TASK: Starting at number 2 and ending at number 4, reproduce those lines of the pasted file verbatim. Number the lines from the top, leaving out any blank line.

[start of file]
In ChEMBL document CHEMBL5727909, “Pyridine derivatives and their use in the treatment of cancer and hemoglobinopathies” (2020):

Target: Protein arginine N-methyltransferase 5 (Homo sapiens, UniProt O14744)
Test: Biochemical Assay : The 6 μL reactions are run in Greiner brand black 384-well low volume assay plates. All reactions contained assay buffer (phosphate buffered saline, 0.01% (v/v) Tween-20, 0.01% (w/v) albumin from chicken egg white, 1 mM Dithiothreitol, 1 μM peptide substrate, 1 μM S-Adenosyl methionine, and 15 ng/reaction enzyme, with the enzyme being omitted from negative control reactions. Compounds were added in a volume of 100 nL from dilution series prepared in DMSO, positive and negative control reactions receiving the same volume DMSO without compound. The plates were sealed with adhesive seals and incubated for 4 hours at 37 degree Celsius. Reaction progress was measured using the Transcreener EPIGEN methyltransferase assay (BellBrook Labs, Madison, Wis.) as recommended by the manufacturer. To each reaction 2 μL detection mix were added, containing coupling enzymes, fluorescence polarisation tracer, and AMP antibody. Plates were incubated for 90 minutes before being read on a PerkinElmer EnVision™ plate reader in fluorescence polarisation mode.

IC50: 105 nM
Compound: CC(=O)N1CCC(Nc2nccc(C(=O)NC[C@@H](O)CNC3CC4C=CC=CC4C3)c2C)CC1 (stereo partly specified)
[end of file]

Target: Protein arginine N-methyltransferase 5 (Homo sapiens, UniProt O14744)
Test: Biochemical Assay : The 6 μL reactions are run in Greiner brand black 384-well low volume assay plates. All reactions contained assay buffer (phosphate buffered saline, 0.01% (v/v) Tween-20, 0.01% (w/v) albumin from chicken egg white, 1 mM Dithiothreitol, 1 μM peptide substrate, 1 μM S-Adenosyl methionine, and 15 ng/reaction enzyme, with the enzyme being omitted from negative control reactions. Compounds were added in a volume of 100 nL from dilution series prepared in DMSO, positive and negative control reactions receiving the same volume DMSO without compound. The plates were sealed with adhesive seals and incubated for 4 hours at 37 degree Celsius. Reaction progress was measured using the Transcreener EPIGEN methyltransferase assay (BellBrook Labs, Madison, Wis.) as recommended by the manufacturer. To each reaction 2 μL detection mix were added, containing coupling enzymes, fluorescence polarisation tracer, and AMP antibody. Plates were incubated for 90 minutes before being read on a PerkinElmer EnVision™ plate reader in fluorescence polarisation mode.

IC50: 105 nM